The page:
Taught elements of the course take place on campus, Winchester
Student engagement in the learning process is supported through an emphasis on formative assessments, which are different types of informal assessments which do not in themselves carry marks but feed into the end-of-module summative assessments from which grades are derived. Examples of formative assessments may include in-class exercises and short assignments such as court reports. These formative assessments allow tutors to comment on students’ work and so ‘feed-forward’ in ways which build student capacity in the learning tasks they are undertaking. Formative assessments are meant to aid students improve their work in preparation for the summative assessments. Formative activities will also be used during seminar times, however formative assessment differs from these, as it directly links to the summative assessments. Students can use the feed-back to improve their summative assessments. This approach to formative and summative assessment is as used for other programmes in the university and is proven to engage and challenge student to attain excellent results and skills to take forward into their careers.
End-of-module summative assessments are focused around six types of assessment; portfolio; written assignment; report; presentation; research/project output; and dissertation.
We are committed to providing timely and appropriate feedback to you on your academic progress and achievement in order to enable you to reflect on your progress and plan your academic and skills development effectively. You are also encouraged to seek additional feedback from your course tutors.
For more information about our regulations for this course, please see our Academic Regulations, Policies and Procedures.
Normally a first or upper second-class Honors degree in a related subject or professional experience in the area of study.
If English is not your first language: IELTS 7.5 (including 7.5 in writing) or equivalent
Course enquiries and applications
Telephone: +44 (0) 1962 827234
Send us a message
If you are living outside of the UK or Europe, you can find out more about how to join this course by emailing our International Recruitment Team at International@winchester.ac.uk or calling +44 (0)1962 827023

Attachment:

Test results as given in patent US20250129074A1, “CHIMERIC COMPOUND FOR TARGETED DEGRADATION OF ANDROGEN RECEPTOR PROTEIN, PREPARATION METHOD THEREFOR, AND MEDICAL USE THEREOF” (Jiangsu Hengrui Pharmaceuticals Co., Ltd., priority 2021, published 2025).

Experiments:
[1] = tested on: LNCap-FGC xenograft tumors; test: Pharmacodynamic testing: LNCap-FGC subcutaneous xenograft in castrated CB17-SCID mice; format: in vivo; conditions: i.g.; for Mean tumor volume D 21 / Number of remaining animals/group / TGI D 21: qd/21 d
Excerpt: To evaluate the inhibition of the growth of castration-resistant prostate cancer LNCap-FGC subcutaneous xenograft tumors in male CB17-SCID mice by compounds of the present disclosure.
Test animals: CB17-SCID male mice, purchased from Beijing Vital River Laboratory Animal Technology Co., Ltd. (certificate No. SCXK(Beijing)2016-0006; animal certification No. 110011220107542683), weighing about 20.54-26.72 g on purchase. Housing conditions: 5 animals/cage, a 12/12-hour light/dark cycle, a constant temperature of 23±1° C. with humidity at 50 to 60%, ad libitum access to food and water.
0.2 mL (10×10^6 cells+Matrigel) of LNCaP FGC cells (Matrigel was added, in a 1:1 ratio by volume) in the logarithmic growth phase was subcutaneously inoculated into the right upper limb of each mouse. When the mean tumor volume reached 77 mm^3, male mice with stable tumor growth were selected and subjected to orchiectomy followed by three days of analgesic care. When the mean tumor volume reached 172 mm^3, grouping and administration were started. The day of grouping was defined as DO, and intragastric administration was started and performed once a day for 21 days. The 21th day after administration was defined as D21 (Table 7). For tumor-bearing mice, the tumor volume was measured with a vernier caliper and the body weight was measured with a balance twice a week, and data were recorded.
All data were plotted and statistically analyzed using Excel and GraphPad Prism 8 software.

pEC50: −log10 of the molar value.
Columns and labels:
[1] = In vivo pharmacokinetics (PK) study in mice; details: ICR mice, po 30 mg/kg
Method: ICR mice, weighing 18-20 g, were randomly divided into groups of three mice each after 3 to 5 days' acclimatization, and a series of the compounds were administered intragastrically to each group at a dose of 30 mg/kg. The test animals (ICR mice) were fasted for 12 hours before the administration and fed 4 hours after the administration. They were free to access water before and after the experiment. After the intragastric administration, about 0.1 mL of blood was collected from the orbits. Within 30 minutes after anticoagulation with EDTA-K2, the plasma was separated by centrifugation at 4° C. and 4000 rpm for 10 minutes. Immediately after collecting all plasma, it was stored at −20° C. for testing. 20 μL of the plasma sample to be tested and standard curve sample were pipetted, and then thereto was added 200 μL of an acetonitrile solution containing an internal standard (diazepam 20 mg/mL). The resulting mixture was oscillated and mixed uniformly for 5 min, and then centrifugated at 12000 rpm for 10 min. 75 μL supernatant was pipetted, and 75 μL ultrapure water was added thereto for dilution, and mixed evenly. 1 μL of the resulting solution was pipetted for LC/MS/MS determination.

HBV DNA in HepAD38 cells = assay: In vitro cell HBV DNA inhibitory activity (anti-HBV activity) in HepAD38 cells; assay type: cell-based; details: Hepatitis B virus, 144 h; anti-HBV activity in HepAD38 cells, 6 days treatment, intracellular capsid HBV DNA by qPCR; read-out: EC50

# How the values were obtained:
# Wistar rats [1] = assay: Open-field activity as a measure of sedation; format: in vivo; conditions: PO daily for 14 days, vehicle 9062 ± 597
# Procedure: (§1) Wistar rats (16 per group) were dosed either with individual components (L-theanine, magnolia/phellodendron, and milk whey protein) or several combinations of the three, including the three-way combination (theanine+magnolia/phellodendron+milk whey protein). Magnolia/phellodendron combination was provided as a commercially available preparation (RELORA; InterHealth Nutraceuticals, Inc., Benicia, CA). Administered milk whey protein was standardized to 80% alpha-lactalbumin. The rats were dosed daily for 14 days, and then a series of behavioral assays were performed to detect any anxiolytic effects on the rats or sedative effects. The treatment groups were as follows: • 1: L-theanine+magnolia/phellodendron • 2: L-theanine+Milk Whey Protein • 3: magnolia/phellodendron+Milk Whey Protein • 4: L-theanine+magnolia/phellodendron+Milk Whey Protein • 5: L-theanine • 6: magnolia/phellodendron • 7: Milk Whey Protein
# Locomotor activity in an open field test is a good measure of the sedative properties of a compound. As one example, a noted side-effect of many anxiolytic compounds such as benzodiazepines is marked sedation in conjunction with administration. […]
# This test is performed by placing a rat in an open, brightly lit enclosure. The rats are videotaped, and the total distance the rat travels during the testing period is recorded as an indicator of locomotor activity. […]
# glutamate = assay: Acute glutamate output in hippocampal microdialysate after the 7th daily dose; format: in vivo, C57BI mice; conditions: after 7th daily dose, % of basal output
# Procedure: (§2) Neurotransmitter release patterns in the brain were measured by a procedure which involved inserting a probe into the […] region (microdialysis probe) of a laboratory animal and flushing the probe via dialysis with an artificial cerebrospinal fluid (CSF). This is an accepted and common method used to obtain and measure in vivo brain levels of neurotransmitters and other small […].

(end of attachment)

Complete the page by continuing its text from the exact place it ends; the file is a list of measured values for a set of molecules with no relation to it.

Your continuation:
Applications need to be submitted by 31 May 2020. Late applications can be accepted throughout the remainder of the application year.
Explore our campus and find out more about studying at Winchester by coming to one of our Open Evenings.
Year 1 (Level 7)
Agile Journalism gives students the core set of journalism skills required in modern newsrooms along with a broad understanding this sector’s rapid development. The approach means that students will gain an understanding of the profession in its current form – along with the skills to thrive in a rapidly changing industry. Using this ‘agile’ approach, students will learn how to cope with change and work as successful professional journalists.
|Digital Journalism Skills||30|
This module trains students in the skills of a modern digital newsroom. Tutors will teach core broadcasting skills such as filming, editing and presenting and how to apply this content to various digital platforms. The module will prepare to work on Live Production in a variety of roles.
This module examines key themes in law, regulation and ethics as applied to journalists and related media/communications practitioners exploring the relevant legal and regulatory frameworks of the UK as a core example in the comparative context of international and transnational practices and policies. This context will include reference to the systems of media law, regulations, freedoms and restrictions in such major economic, cultural and political powers as China, India, Russia and the United States, as well as the influence of such organisations as the European Union, UNESCO, International Media Support and the International Federation of Journalists. This international contextualization offers value to both British and international students in relation to working in increasingly globalized media organisations, markets and professional practices. The module presents a full study of UK media law and ethics, its practices, policies and breaches, in a broader global context.